2. Collect all information from others who dealt with the perpetrator like credit card, shippers, and the like.

  3. If a credit card was involved exhaust any remedy available from the credit card company? Was the card issued by a bank or directly from the credit card company? Is it a true credit card or a debit card cleared through Visa or MasterCard network?

  4. If a debit card or check is involved, who is the issuing bank? What branch? Exhaust your remedies with the bank by contacting the proper department. See if the person is listed in the local on-line telephone book or can be found through a search engine.

  5. Check voter registration records.

  6. Check Motor Vehicle registrations.

  7. Check drivers license records (private in Washington).

  8. Check state business records (Secretary of State).

  9. Check Internet real property ownership records.

  10. Contact a search firm on the Internet. Start with free services found by typing “person search” in google.com or other search engine.

  11. Consider paying the $10 or so that personal search firms on the Internet charge to give you more information (find in search engine).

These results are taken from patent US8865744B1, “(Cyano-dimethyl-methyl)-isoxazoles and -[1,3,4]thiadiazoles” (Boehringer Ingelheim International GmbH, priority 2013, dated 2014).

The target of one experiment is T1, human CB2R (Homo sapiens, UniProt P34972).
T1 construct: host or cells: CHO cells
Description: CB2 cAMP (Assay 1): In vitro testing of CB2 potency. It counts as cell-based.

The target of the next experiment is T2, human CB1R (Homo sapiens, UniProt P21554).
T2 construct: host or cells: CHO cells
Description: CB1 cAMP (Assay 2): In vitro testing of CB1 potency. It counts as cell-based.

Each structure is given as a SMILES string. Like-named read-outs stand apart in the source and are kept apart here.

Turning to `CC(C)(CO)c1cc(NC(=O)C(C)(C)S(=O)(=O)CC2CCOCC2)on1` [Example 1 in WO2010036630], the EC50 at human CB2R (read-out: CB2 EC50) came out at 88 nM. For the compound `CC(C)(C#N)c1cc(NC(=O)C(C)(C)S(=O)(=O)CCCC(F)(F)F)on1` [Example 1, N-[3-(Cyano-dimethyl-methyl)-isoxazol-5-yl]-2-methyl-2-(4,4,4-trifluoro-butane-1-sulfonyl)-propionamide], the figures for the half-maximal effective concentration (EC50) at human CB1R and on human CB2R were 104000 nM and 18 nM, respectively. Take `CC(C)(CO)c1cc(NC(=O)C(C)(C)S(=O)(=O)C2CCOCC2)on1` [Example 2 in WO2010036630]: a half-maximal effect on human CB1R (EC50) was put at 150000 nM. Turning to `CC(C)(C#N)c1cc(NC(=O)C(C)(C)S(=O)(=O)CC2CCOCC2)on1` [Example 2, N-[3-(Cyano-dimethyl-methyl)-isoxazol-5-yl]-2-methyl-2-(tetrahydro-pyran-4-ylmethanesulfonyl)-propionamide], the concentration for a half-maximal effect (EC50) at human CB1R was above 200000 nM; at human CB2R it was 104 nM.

12. Consider paying for a more extensive and expensive Internet search (find in search engine).

  13.  Find a local private investigator and put her on a strict fixed price budget to collect the information.

  14. Contact the police department closest to the perpetrator.

FRAUD TIP: Always try to know the person you are dealing with. Obtain as much information as you can before you do business with her. If you ignore this rule you are gambling. If you are defrauded after ignoring this tip, don't forget to take some of the blame yourself.

 

 


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Association of Certified Fraud Examiners

About Certified Fraud Examiners

Entrusting your case to a CFE is the sensible decision in financial fraud cases. More...

Tollefsen Law Mission Statement

Our Mission Statement

.. to provide the highest quality legal service at an affordable price with integrity.. More ...

Cases of Public Interest

Cases of Public Interest

Some of Tollefsen Law clients have had case followed by the press. More...